Reading those declarations you see engineers stating “it was not part of my duties” to review that aspect of the project. You have others saying that they had “no recollection of reviewing the Wi-Fi project design document.” Another engineer said, “I am aware there was a design document prepared for the Wi-Fi collection, but I do not recall reading it.”
Reading the statements, it looks like these engineers are basically saying, don’t look at me when it comes to this part of the project. All we worked on when it came to the Street View project was photographing streets, not the data collection. None go as far as to say they were not aware of wifi collection happening but they do say they didn’t review that aspect of the project, nor did they care to do so as it was not part of their job.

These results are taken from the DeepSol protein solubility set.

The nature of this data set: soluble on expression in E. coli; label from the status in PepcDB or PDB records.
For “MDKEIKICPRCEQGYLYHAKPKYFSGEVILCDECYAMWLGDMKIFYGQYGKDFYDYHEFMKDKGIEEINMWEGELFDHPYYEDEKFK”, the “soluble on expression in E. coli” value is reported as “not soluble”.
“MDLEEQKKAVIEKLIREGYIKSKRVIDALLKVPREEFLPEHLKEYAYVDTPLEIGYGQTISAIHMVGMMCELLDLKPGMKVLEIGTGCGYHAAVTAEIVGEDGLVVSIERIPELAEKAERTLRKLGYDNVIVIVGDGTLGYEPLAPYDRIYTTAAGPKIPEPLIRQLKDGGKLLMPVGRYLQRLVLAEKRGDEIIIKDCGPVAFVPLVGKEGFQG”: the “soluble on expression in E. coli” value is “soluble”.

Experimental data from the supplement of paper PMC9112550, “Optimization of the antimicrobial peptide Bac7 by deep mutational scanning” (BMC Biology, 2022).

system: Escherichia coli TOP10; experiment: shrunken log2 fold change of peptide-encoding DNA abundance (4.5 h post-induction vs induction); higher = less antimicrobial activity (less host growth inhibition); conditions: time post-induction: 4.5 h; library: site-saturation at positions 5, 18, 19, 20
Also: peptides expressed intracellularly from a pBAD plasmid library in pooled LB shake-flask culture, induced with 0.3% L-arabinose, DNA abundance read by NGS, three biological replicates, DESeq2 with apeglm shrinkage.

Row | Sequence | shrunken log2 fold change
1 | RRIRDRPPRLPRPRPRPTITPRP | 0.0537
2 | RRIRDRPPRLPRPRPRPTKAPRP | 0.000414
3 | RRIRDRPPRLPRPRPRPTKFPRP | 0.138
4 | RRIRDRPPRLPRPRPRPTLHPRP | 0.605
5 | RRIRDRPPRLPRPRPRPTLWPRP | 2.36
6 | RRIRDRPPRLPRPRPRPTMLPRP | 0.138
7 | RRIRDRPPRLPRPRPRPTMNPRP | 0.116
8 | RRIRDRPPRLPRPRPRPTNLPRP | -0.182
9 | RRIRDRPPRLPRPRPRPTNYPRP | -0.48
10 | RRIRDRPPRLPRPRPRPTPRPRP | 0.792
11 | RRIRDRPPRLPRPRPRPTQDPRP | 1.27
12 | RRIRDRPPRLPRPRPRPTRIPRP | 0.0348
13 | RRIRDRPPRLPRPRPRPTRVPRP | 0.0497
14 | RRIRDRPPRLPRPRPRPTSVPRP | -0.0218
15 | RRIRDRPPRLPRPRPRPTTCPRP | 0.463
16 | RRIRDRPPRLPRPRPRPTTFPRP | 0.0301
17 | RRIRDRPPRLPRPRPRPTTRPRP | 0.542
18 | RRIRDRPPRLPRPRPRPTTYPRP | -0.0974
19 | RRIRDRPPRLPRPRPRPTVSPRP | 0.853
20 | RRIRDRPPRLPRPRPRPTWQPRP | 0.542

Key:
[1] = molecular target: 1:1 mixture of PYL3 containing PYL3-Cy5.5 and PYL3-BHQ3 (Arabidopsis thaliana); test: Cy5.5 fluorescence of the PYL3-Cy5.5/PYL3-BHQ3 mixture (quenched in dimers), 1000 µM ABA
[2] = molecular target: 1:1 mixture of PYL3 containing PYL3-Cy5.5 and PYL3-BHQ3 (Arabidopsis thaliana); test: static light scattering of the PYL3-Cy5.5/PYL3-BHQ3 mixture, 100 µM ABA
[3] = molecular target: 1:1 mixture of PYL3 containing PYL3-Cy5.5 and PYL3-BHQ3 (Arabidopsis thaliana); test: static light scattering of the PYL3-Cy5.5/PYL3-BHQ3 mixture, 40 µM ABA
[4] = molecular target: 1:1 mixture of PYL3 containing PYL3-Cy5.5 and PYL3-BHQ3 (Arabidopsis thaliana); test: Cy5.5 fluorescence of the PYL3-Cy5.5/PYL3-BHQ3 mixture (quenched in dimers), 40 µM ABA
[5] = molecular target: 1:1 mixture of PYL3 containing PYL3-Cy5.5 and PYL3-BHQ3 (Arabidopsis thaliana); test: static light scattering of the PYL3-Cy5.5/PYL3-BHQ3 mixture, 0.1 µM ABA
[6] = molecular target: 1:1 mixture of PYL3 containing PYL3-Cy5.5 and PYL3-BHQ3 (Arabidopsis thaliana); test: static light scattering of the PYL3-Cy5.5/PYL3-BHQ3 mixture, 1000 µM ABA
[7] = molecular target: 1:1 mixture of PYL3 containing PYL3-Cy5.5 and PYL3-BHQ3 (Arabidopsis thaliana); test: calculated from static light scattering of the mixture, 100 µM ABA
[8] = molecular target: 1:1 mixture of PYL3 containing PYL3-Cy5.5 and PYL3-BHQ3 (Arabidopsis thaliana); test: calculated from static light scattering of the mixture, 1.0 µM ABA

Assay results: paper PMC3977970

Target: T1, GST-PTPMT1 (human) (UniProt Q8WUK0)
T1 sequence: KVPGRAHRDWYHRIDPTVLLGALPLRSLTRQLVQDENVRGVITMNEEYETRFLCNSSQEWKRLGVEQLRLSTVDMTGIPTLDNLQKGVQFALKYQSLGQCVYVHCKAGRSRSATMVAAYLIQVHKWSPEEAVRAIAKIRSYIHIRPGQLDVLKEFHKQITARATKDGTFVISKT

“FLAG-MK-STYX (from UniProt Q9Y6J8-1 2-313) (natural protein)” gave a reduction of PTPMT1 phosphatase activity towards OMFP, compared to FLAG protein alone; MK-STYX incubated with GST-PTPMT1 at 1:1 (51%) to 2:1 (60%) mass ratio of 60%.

The engineer specifically responsible for writing the code for the data collection did declare that he “specifically told two engineers working on the project, including a senior manager, about collecting payload data.” But this project was done during this employees 20% time and thus a side project that other employees might not be aware of or care about.
A Google spokesperson told the New York Times there was “clearly there was a process breakdown.”
- Report: Google Street View Collected Device Locations, Not Just WiFi Access Points
- Google Street View Collected Emails, Passwords (Social Security Numbers, Your Dog’s Name….)
- Google Ends Street View WiFi Data Collection, May Now Need Other Sources For Location
- Google Stops WiFi Collecting Street View Cars After Privacy Concerns
- Sergey Brin On Google’s Wifi Data Collection: “We Screwed Up”
- Belgium Launches Investigation Of Google WiFi Data Collection